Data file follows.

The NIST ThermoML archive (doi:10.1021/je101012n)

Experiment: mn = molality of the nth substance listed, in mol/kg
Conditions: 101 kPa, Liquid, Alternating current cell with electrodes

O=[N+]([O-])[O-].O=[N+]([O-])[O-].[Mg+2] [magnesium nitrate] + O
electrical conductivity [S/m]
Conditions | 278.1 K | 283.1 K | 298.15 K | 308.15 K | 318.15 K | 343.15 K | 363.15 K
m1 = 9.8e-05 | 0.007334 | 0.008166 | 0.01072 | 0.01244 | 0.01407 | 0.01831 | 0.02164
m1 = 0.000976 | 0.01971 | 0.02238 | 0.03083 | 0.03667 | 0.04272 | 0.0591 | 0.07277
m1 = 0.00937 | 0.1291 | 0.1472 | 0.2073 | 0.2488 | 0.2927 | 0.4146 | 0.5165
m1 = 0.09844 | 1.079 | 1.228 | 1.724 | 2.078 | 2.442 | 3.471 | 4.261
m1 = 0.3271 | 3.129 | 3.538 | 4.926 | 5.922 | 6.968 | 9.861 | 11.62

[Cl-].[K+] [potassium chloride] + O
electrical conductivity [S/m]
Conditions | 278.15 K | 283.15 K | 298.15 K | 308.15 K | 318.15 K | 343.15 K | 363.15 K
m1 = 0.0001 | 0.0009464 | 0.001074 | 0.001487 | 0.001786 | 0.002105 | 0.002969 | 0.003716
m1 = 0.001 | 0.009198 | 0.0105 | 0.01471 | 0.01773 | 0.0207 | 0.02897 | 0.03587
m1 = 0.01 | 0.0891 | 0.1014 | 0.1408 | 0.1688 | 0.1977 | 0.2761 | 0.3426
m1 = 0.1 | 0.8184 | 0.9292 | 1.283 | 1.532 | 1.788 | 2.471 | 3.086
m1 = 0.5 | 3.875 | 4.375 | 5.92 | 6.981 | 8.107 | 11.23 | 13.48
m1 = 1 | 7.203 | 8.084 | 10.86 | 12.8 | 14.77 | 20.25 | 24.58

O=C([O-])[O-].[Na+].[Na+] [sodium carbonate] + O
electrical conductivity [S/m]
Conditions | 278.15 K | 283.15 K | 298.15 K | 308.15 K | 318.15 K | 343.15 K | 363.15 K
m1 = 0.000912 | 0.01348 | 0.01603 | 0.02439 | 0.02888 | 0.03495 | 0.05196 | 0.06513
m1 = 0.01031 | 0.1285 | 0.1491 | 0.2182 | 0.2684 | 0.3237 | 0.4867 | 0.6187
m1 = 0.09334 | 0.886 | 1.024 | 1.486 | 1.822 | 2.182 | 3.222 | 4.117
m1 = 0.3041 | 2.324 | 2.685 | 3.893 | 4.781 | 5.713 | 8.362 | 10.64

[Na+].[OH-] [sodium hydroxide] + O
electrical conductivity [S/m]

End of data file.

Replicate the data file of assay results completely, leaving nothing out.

The NIST ThermoML archive (doi:10.1021/je101012n)

Experiment: mn = molality of the nth substance listed, in mol/kg
Conditions: 101 kPa, Liquid, Alternating current cell with electrodes

O=[N+]([O-])[O-].O=[N+]([O-])[O-].[Mg+2] [magnesium nitrate] + O
electrical conductivity [S/m]
Conditions | 278.1 K | 283.1 K | 298.15 K | 308.15 K | 318.15 K | 343.15 K | 363.15 K
m1 = 9.8e-05 | 0.007334 | 0.008166 | 0.01072 | 0.01244 | 0.01407 | 0.01831 | 0.02164
m1 = 0.000976 | 0.01971 | 0.02238 | 0.03083 | 0.03667 | 0.04272 | 0.0591 | 0.07277
m1 = 0.00937 | 0.1291 | 0.1472 | 0.2073 | 0.2488 | 0.2927 | 0.4146 | 0.5165
m1 = 0.09844 | 1.079 | 1.228 | 1.724 | 2.078 | 2.442 | 3.471 | 4.261
m1 = 0.3271 | 3.129 | 3.538 | 4.926 | 5.922 | 6.968 | 9.861 | 11.62

[Cl-].[K+] [potassium chloride] + O
electrical conductivity [S/m]
Conditions | 278.15 K | 283.15 K | 298.15 K | 308.15 K | 318.15 K | 343.15 K | 363.15 K
m1 = 0.0001 | 0.0009464 | 0.001074 | 0.001487 | 0.001786 | 0.002105 | 0.002969 | 0.003716
m1 = 0.001 | 0.009198 | 0.0105 | 0.01471 | 0.01773 | 0.0207 | 0.02897 | 0.03587
m1 = 0.01 | 0.0891 | 0.1014 | 0.1408 | 0.1688 | 0.1977 | 0.2761 | 0.3426
m1 = 0.1 | 0.8184 | 0.9292 | 1.283 | 1.532 | 1.788 | 2.471 | 3.086
m1 = 0.5 | 3.875 | 4.375 | 5.92 | 6.981 | 8.107 | 11.23 | 13.48
m1 = 1 | 7.203 | 8.084 | 10.86 | 12.8 | 14.77 | 20.25 | 24.58

O=C([O-])[O-].[Na+].[Na+] [sodium carbonate] + O
electrical conductivity [S/m]
Conditions | 278.15 K | 283.15 K | 298.15 K | 308.15 K | 318.15 K | 343.15 K | 363.15 K
m1 = 0.000912 | 0.01348 | 0.01603 | 0.02439 | 0.02888 | 0.03495 | 0.05196 | 0.06513
m1 = 0.01031 | 0.1285 | 0.1491 | 0.2182 | 0.2684 | 0.3237 | 0.4867 | 0.6187
m1 = 0.09334 | 0.886 | 1.024 | 1.486 | 1.822 | 2.182 | 3.222 | 4.117
m1 = 0.3041 | 2.324 | 2.685 | 3.893 | 4.781 | 5.713 | 8.362 | 10.64

[Na+].[OH-] [sodium hydroxide] + O
electrical conductivity [S/m]